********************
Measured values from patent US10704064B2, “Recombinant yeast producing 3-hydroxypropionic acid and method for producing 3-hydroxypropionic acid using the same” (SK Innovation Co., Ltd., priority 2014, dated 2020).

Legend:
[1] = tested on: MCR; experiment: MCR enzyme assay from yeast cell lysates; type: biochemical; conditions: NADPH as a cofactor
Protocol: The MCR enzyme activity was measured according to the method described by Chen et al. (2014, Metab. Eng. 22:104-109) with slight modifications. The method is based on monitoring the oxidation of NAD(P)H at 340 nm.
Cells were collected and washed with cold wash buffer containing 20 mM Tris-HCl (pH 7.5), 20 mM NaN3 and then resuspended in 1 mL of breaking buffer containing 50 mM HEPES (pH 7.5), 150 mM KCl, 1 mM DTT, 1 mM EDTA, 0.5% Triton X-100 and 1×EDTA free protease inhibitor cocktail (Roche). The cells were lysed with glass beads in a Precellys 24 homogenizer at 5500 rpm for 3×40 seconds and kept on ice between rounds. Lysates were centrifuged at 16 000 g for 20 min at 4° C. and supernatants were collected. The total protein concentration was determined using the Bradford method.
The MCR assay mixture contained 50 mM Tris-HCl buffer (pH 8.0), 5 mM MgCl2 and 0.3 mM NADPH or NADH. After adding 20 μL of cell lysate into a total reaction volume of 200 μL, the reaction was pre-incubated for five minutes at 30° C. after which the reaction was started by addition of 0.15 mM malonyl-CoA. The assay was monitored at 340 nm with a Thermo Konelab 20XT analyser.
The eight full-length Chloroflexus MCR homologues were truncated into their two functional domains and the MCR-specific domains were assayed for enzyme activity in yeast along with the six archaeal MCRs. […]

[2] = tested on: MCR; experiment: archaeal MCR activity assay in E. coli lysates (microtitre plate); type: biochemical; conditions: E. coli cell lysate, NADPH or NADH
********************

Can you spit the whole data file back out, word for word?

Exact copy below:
Measured values from patent US10704064B2, “Recombinant yeast producing 3-hydroxypropionic acid and method for producing 3-hydroxypropionic acid using the same” (SK Innovation Co., Ltd., priority 2014, dated 2020).

Legend:
[1] = tested on: MCR; experiment: MCR enzyme assay from yeast cell lysates; type: biochemical; conditions: NADPH as a cofactor
Protocol: The MCR enzyme activity was measured according to the method described by Chen et al. (2014, Metab. Eng. 22:104-109) with slight modifications. The method is based on monitoring the oxidation of NAD(P)H at 340 nm.
Cells were collected and washed with cold wash buffer containing 20 mM Tris-HCl (pH 7.5), 20 mM NaN3 and then resuspended in 1 mL of breaking buffer containing 50 mM HEPES (pH 7.5), 150 mM KCl, 1 mM DTT, 1 mM EDTA, 0.5% Triton X-100 and 1×EDTA free protease inhibitor cocktail (Roche). The cells were lysed with glass beads in a Precellys 24 homogenizer at 5500 rpm for 3×40 seconds and kept on ice between rounds. Lysates were centrifuged at 16 000 g for 20 min at 4° C. and supernatants were collected. The total protein concentration was determined using the Bradford method.
The MCR assay mixture contained 50 mM Tris-HCl buffer (pH 8.0), 5 mM MgCl2 and 0.3 mM NADPH or NADH. After adding 20 μL of cell lysate into a total reaction volume of 200 μL, the reaction was pre-incubated for five minutes at 30° C. after which the reaction was started by addition of 0.15 mM malonyl-CoA. The assay was monitored at 340 nm with a Thermo Konelab 20XT analyser.
The eight full-length Chloroflexus MCR homologues were truncated into their two functional domains and the MCR-specific domains were assayed for enzyme activity in yeast along with the six archaeal MCRs. […]

[2] = tested on: MCR; experiment: archaeal MCR activity assay in E. coli lysates (microtitre plate); type: biochemical; conditions: E. coli cell lysate, NADPH or NADH